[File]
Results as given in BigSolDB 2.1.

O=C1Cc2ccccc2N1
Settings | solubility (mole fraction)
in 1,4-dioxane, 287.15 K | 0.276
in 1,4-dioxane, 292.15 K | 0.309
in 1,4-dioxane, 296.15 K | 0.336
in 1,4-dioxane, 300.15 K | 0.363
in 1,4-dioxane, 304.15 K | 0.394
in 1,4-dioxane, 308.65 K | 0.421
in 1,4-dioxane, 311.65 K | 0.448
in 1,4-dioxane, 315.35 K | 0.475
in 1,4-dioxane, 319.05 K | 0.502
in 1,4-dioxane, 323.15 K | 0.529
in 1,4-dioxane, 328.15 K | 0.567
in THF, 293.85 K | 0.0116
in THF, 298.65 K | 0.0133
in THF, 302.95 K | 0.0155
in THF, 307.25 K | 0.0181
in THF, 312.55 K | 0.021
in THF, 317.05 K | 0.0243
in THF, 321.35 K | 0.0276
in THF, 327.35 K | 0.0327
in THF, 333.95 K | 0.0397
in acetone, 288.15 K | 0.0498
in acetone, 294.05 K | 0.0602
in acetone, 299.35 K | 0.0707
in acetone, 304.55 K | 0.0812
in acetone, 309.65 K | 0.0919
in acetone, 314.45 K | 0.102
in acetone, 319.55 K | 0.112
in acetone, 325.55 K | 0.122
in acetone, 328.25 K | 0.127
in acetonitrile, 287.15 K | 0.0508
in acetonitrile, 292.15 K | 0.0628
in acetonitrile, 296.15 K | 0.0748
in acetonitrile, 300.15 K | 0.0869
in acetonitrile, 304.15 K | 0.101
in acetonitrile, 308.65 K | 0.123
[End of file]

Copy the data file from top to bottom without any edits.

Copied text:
Results as given in BigSolDB 2.1.

O=C1Cc2ccccc2N1
Settings | solubility (mole fraction)
in 1,4-dioxane, 287.15 K | 0.276
in 1,4-dioxane, 292.15 K | 0.309
in 1,4-dioxane, 296.15 K | 0.336
in 1,4-dioxane, 300.15 K | 0.363
in 1,4-dioxane, 304.15 K | 0.394
in 1,4-dioxane, 308.65 K | 0.421
in 1,4-dioxane, 311.65 K | 0.448
in 1,4-dioxane, 315.35 K | 0.475
in 1,4-dioxane, 319.05 K | 0.502
in 1,4-dioxane, 323.15 K | 0.529
in 1,4-dioxane, 328.15 K | 0.567
in THF, 293.85 K | 0.0116
in THF, 298.65 K | 0.0133
in THF, 302.95 K | 0.0155
in THF, 307.25 K | 0.0181
in THF, 312.55 K | 0.021
in THF, 317.05 K | 0.0243
in THF, 321.35 K | 0.0276
in THF, 327.35 K | 0.0327
in THF, 333.95 K | 0.0397
in acetone, 288.15 K | 0.0498
in acetone, 294.05 K | 0.0602
in acetone, 299.35 K | 0.0707
in acetone, 304.55 K | 0.0812
in acetone, 309.65 K | 0.0919
in acetone, 314.45 K | 0.102
in acetone, 319.55 K | 0.112
in acetone, 325.55 K | 0.122
in acetone, 328.25 K | 0.127
in acetonitrile, 287.15 K | 0.0508
in acetonitrile, 292.15 K | 0.0628
in acetonitrile, 296.15 K | 0.0748
in acetonitrile, 300.15 K | 0.0869
in acetonitrile, 304.15 K | 0.101
in acetonitrile, 308.65 K | 0.123